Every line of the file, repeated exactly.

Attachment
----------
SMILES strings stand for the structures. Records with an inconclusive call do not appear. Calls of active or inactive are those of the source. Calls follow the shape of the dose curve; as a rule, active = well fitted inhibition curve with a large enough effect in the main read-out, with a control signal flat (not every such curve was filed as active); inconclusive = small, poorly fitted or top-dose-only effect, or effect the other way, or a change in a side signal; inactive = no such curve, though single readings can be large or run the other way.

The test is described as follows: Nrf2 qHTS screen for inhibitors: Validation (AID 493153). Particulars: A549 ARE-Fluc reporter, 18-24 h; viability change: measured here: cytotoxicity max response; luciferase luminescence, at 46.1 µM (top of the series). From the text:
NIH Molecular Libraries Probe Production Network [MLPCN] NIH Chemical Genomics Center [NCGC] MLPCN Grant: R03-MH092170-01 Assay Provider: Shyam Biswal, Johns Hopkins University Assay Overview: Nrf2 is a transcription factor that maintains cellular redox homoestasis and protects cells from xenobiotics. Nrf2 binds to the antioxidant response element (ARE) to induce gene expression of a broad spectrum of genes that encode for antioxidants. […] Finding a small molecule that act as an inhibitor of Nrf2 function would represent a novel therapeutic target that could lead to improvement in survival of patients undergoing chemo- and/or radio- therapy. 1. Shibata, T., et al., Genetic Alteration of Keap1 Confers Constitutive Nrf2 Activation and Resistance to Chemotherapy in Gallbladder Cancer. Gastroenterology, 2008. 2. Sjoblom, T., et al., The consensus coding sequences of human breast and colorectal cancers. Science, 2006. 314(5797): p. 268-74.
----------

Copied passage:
SMILES strings stand for the structures. Records with an inconclusive call do not appear. Calls of active or inactive are those of the source. Calls follow the shape of the dose curve; as a rule, active = well fitted inhibition curve with a large enough effect in the main read-out, with a control signal flat (not every such curve was filed as active); inconclusive = small, poorly fitted or top-dose-only effect, or effect the other way, or a change in a side signal; inactive = no such curve, though single readings can be large or run the other way.

The test is described as follows: Nrf2 qHTS screen for inhibitors: Validation (AID 493153). Particulars: A549 ARE-Fluc reporter, 18-24 h; viability change: measured here: cytotoxicity max response; luciferase luminescence, at 46.1 µM (top of the series). From the text:
NIH Molecular Libraries Probe Production Network [MLPCN] NIH Chemical Genomics Center [NCGC] MLPCN Grant: R03-MH092170-01 Assay Provider: Shyam Biswal, Johns Hopkins University Assay Overview: Nrf2 is a transcription factor that maintains cellular redox homoestasis and protects cells from xenobiotics. Nrf2 binds to the antioxidant response element (ARE) to induce gene expression of a broad spectrum of genes that encode for antioxidants. […] Finding a small molecule that act as an inhibitor of Nrf2 function would represent a novel therapeutic target that could lead to improvement in survival of patients undergoing chemo- and/or radio- therapy. 1. Shibata, T., et al., Genetic Alteration of Keap1 Confers Constitutive Nrf2 Activation and Resistance to Chemotherapy in Gallbladder Cancer. Gastroenterology, 2008. 2. Sjoblom, T., et al., The consensus coding sequences of human breast and colorectal cancers. Science, 2006. 314(5797): p. 268-74.